Monday, May 10, 2010

Flower-sellers, Budapest

Flower-sellers, Budapest
by Kathleen Jamie

In the gardens
of their mild southern crofts, their
end-of-the-line hillside vineyards,
where figs turn blue, and peppers dry
strung from the eaves,
old women move among flowers,
each with a worn knife, a sliver
crooked in the first finger
of her right hand —
each, like her neighbours,
drawing the blade
onto the callus of her thumb,
so flowers, creamy dahlias,
fall into their arms; the stems'
spittle wiped on their pinafores.

Then, when they have enough,
the old women
foregather at the station
to await the slow, busy little train
that will take them to the city,
where families drift between mass
and lunch; and they hunker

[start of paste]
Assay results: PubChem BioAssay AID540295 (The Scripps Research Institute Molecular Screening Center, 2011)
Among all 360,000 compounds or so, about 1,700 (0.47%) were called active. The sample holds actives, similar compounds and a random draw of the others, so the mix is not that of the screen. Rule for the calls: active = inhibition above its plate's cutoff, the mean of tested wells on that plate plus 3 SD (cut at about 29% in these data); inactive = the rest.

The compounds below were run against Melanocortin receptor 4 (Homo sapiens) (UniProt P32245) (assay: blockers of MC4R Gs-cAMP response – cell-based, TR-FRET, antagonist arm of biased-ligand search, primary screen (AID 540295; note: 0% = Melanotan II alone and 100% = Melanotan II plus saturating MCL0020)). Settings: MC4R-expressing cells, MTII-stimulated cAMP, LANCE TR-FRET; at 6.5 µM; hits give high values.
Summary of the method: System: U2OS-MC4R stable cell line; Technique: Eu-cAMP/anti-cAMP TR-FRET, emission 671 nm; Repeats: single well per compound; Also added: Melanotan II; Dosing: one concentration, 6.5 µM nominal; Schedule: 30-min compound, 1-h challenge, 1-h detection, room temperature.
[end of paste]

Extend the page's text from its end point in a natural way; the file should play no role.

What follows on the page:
at bus depots, termini
scented with chrysanthemums,
to pull from plastic buckets
yellows, spicy russets,
the petally nub of each flower
tight as a bee;
and from their pockets, pink ribbon
strictly for the flowers.

We must buy some,
— though they will soon wither —
from this thin-faced
widow in a headscarf, this mother
perhaps, of married daughters
down at the border —
or this old woman, sat
among pigeons and lottery kiosks,
who reaches towards us to proffer
the morning's fresh blooms;
or the woman there who calls 'Flowers!'
in several languages —
one for each invasion:

We must buy some,
because only when the flowers are dispersed
will the old women head for home,
each with her neighbours,
back where they came, with their
empty buckets and thick aprons
on a late morning train.